WINE C: Michelot 2016 Meursault Bourgogne Blanc
Appearance: pale lemon
Nose: medium (+) intensity: ripe apple, biscuit, vanilla, chamomile, honey, lemon, toast, pear, just ripe nectarine, just ripe peach, hint of smoke, grapefruit, baking spices (cardamom, nutmeg, clove)
Palate: dry, medium (+) acid, medium body, medium alcohol, medium (+) intensity of flavors—ripe apple, biscuit, vanilla, chamomile, honey, lemon, toast, pear, nectarine, peach, flint, grapefruit, cardamom, nutmeg, clove, the finish is medium (+) in length
Assessment of quality: (6 marks) I’ve concluded that this wine is of very good quality. There’s clearly been a good integration of oak, as indicated by the secondary notes of baking spices that perfectly complement the primary fruits that range from citrus to pomme and even stone fruit in nature. These components are clearly present on the nose and on the palate as indicated by their medium (+) intensity. The acidity is calmed by the use of at least some ML, and the use of lees aging adds a bit of body and structure to the wine, as well as a bit of drying around the perimeter of the palate. Further, the wine is already starting to show some signs of age/age-ability with those honey tones. The finish, however, was just shy of long at a medium (+) length. Thus, though it had balance, intensity, and complexity, I could not rate the wine as outstanding, but it is very good quality.
Suitability for bottle ageing: (3 marks) As noted, the wine is already starting to show some indication of age with the honey tones. I do think that with time, more tertiary flavors will develop, such as the apple, which is already ripe in nature, would develop into its cooked/baked form. Further, with the solid medium (+) level of acidity, the presence of those phenolics, the alcohol level, and the intensity of the fruit flavors tells me the structural components are present for this wine to age.
WINE D: Joseph Drouhin 2018 Pouilly-Fuissé
Appearance: pale lemon
Nose: medium(+) aromas of incense, toast, smoke, mineral, apple, lemon, lime, bread, brioche, just ripe white peach, just ripe white nectarine, blossom, baking spice (cardamom, coriander)
Palate: dry, medium (+) acid, medium body, medium (+) intensity—incense, toast, smoke, mineral, apple, lemon, lime, bread, brioche, white peach and nectarine, blossom, cardamom, coriander, and medium (+) length of finish
Assessment of quality: (6 marks) I’ve concluded that this is a very good wine. There’s a good dose of primary fruit aromas and flavors (apple, lemon, lime, and just ripe stone fruit), however, I find that it is the earthier components—smoke, mineral, florals (both dried, as in the incense—and fresh, as in the blossom) are truly the highlight here. These are uplifted by the subtle spice notes from possible barrel usage (cardamom, coriander). I also suspect that there’s been some lees contact/aging, as noted by the aroma of bread and brioche. While that was less present on the palate for me than on the nose, I do get a bit of a drying around the perimeter of the palate, that does, indeed, confirm phenolic inclusion. All of these points above tell me there is complexity in the winemaking. Further, that structural components of lees aging and the moderate alcohol give the wine good structure and body that can stand up to those more earthy aromas and flavors. While I found that the aromas and flavors were pronounced on nose and palate, I did find that the finish fell shy of long at a medium (+) length. Thus, while it has good balance, intensity, and complexity, I could not rate the wine as outstanding, but it is very good in quality.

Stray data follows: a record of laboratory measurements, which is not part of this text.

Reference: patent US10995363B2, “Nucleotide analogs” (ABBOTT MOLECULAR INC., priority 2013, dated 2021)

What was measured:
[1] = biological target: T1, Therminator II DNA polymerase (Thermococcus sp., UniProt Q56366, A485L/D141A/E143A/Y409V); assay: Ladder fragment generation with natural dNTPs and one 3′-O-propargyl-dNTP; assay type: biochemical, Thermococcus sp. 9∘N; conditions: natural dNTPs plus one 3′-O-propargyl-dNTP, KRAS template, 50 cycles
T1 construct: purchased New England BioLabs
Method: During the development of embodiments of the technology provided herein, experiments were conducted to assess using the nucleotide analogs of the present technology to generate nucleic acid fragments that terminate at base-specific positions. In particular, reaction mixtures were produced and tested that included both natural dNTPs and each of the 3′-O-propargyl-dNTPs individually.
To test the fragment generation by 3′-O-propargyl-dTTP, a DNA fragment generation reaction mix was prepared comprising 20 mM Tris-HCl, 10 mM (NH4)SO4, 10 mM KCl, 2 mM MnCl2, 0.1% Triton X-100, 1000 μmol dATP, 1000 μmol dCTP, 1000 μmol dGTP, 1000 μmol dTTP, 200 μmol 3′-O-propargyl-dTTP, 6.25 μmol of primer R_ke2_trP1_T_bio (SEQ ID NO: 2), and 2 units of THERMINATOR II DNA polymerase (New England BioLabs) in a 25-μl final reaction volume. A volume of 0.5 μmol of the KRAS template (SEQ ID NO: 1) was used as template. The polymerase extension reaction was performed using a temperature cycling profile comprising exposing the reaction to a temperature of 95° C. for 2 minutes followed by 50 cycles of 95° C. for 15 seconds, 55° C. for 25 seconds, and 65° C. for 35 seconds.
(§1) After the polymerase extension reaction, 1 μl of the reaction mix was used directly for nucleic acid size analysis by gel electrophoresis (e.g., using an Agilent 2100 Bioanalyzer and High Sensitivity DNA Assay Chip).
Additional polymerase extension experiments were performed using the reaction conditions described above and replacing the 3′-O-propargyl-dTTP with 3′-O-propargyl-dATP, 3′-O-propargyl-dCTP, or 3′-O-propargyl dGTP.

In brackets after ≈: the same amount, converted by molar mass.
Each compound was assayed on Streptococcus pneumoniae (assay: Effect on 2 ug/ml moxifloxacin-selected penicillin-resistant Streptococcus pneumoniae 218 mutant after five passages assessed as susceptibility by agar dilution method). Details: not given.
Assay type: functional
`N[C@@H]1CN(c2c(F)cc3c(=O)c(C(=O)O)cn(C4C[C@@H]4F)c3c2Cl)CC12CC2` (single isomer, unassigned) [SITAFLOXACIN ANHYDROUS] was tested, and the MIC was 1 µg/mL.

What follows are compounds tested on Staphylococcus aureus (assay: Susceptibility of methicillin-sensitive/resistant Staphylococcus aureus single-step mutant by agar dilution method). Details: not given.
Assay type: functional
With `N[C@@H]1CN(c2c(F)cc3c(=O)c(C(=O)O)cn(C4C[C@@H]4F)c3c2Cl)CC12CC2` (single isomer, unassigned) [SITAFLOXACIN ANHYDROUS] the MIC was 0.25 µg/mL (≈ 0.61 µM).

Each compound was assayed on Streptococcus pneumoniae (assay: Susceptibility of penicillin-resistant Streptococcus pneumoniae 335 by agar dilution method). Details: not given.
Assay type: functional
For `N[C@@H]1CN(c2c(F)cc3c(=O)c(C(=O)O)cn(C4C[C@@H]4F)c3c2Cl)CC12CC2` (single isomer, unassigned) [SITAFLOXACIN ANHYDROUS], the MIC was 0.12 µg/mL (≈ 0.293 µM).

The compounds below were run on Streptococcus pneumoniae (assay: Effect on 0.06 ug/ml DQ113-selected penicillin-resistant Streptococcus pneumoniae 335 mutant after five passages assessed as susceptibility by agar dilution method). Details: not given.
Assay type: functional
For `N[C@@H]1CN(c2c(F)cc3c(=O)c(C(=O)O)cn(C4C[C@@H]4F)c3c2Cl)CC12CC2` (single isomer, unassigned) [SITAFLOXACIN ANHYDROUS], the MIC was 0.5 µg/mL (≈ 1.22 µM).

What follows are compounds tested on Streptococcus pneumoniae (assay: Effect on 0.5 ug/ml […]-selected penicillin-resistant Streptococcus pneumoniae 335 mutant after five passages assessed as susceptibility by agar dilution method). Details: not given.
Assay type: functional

Suitability for bottle ageing: (3 marks) I struggle with whether or not this wine is suitable for aging beyond a two or three year mark. While it has structural components—phenolics, alcohol, acid—I find the primary fruits are not as prominent as those earthier notes which, to me, means that those fresh fruit components will only fade further in time and the wine will potentially become imbalanced. I think the joy in this wine is experiencing the quality of it’s terroir expression now and should not be aged further.
Wines A and B, though both from Chablis are completely different expressions of the Chardonnay grape based on both site selection and winemaking techniques, one being a basic Chablis, the other a Premier Cru. In your answer, did you account for both environmental (topography, soil type, slope, aspect, microclimate) and human factors (vineyard management, winemaking techniques) that would influence the style of the wine? Did you remember to talk about how those factors influence quality and price as well?
Wines B, C, and D span the spectrum of Burgundy Chardonnay from north to south: Wine B from Chablis; Wine C from the Cote de Beaune; Wine D from the Maconnais. As such, its imperative we include the climatic and topographical differences between Chablis, Meursault, and Pouilly-Fuisse. Because of those differences as well as the regional style of each of these areas, vineyard management and winemaking techniques will both differ, resulting in unique expressions. It’s also important to consider the price-point of these wines—Premier Cru versus basic Bourgogne etc.
What other factors did you include in your answer? Share some thoughts and bullet points in the comments and let’s see if we can collectively create a well rounded answer together.